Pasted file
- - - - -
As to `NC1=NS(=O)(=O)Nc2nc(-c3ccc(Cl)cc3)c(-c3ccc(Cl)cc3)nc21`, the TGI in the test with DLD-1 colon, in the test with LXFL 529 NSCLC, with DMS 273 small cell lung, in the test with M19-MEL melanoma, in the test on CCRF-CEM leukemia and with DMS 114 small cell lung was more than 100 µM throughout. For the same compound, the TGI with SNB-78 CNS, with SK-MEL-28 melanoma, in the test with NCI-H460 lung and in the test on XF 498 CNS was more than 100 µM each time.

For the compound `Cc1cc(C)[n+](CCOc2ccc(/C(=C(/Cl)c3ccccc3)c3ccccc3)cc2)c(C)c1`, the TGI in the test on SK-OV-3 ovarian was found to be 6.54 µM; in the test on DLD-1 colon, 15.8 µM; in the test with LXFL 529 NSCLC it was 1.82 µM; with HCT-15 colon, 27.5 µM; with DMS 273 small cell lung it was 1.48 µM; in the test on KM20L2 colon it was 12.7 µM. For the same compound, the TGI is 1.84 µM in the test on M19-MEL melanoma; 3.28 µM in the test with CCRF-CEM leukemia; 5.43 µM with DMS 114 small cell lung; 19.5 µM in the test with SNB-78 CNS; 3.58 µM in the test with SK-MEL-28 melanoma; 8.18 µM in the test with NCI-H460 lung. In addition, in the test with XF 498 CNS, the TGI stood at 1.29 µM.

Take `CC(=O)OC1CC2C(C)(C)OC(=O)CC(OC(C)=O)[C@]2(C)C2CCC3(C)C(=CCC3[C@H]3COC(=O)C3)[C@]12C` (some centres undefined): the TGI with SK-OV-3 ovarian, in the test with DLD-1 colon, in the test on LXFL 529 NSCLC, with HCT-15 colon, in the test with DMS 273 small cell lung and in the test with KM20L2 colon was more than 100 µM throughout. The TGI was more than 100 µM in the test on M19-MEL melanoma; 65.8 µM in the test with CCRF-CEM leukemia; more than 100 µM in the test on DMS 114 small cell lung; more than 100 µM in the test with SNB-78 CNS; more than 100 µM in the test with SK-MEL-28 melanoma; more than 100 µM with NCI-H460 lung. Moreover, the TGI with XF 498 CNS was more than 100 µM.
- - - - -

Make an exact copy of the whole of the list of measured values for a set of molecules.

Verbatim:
As to `NC1=NS(=O)(=O)Nc2nc(-c3ccc(Cl)cc3)c(-c3ccc(Cl)cc3)nc21`, the TGI in the test with DLD-1 colon, in the test with LXFL 529 NSCLC, with DMS 273 small cell lung, in the test with M19-MEL melanoma, in the test on CCRF-CEM leukemia and with DMS 114 small cell lung was more than 100 µM throughout. For the same compound, the TGI with SNB-78 CNS, with SK-MEL-28 melanoma, in the test with NCI-H460 lung and in the test on XF 498 CNS was more than 100 µM each time.

For the compound `Cc1cc(C)[n+](CCOc2ccc(/C(=C(/Cl)c3ccccc3)c3ccccc3)cc2)c(C)c1`, the TGI in the test on SK-OV-3 ovarian was found to be 6.54 µM; in the test on DLD-1 colon, 15.8 µM; in the test with LXFL 529 NSCLC it was 1.82 µM; with HCT-15 colon, 27.5 µM; with DMS 273 small cell lung it was 1.48 µM; in the test on KM20L2 colon it was 12.7 µM. For the same compound, the TGI is 1.84 µM in the test on M19-MEL melanoma; 3.28 µM in the test with CCRF-CEM leukemia; 5.43 µM with DMS 114 small cell lung; 19.5 µM in the test with SNB-78 CNS; 3.58 µM in the test with SK-MEL-28 melanoma; 8.18 µM in the test with NCI-H460 lung. In addition, in the test with XF 498 CNS, the TGI stood at 1.29 µM.

Take `CC(=O)OC1CC2C(C)(C)OC(=O)CC(OC(C)=O)[C@]2(C)C2CCC3(C)C(=CCC3[C@H]3COC(=O)C3)[C@]12C` (some centres undefined): the TGI with SK-OV-3 ovarian, in the test with DLD-1 colon, in the test on LXFL 529 NSCLC, with HCT-15 colon, in the test with DMS 273 small cell lung and in the test with KM20L2 colon was more than 100 µM throughout. The TGI was more than 100 µM in the test on M19-MEL melanoma; 65.8 µM in the test with CCRF-CEM leukemia; more than 100 µM in the test on DMS 114 small cell lung; more than 100 µM in the test with SNB-78 CNS; more than 100 µM in the test with SK-MEL-28 melanoma; more than 100 µM with NCI-H460 lung. Moreover, the TGI with XF 498 CNS was more than 100 µM.